In my position as a reviewer, I appreciate the cable end that makes it easy to swap gear, i.e., having the proverbial banana. Ultralink has a whole range of bananas to choose from, but I'll highlight the UL0534 for a couple reasons. It's very affordable and putting it on the end of a cable takes virtually no skill. The wire is held in place by two offset micro screws on the barrel. A crimp and solder type banana (of course Ultralink happens to have one) would make the "best" connection between wire and terminator, but that requires a pretty hefty soldering iron and some skill. Plus, with the screws, if you want to try a different wire, or you need a longer piece down the road, you can reuse your investment in these ends.
The bananas have pure 24K gold plated directly to the conductor, without the nickel substrate that many others use. A nickel substrate makes the gold a bit "golder" and shinier but introduces a layer of differing resistance from a material that, like iron and cobalt, is ferrous and therefore magnetic (and the word "magnetic" is one we don't ever want to see in a cable).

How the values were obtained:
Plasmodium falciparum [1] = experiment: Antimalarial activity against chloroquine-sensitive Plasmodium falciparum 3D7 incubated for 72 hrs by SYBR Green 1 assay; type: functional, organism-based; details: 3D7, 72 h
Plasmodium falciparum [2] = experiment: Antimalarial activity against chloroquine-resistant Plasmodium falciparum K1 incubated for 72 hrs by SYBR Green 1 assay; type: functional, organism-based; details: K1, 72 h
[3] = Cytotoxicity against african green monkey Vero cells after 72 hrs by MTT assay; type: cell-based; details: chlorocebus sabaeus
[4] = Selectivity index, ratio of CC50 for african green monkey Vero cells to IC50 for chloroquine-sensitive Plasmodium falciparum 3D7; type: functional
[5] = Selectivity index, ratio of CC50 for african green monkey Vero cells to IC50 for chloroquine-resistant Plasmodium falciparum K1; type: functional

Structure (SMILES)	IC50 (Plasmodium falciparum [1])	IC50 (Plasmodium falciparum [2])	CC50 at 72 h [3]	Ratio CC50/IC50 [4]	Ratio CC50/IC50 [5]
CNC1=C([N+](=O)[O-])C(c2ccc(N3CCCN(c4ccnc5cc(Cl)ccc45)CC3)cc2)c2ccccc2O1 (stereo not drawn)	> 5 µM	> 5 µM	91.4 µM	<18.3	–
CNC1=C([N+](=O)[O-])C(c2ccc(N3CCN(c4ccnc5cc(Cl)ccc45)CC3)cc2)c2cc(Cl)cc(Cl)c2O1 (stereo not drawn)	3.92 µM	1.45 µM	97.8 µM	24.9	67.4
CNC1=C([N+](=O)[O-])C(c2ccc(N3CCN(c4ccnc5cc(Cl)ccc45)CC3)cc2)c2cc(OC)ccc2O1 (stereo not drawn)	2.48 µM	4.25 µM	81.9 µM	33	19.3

I was pleasantly surprised by how snug these bananas were when I plugged them into the amp and speakers. To look at them you would not think so, but they hold on pretty tight.
Presto: Speaker Cable
There is nothing to constructing these cables other than paying strict attention to the fact that this is not a bi-wire cable! Do not be tempted to get an extra set of bananas at the speaker end just to make use of the bi-wire posts on your speaker. As Colin already told us, that would ruin what we are trying to do here. If you can't help yourself, at least leave the shorting straps on the speaker in place. You'll then have the "cool" look of bi-wire with the benefits of our little design.
You will need a small screw driver so that you can fasten the wire tightly. I actually warped my el-cheapo screw driver when putting these together. Want to get snazzy? Get a little heat-shrink tubing to tidy up the pairs at each end. Slip the heat shrink stuff on before you attach the terminations.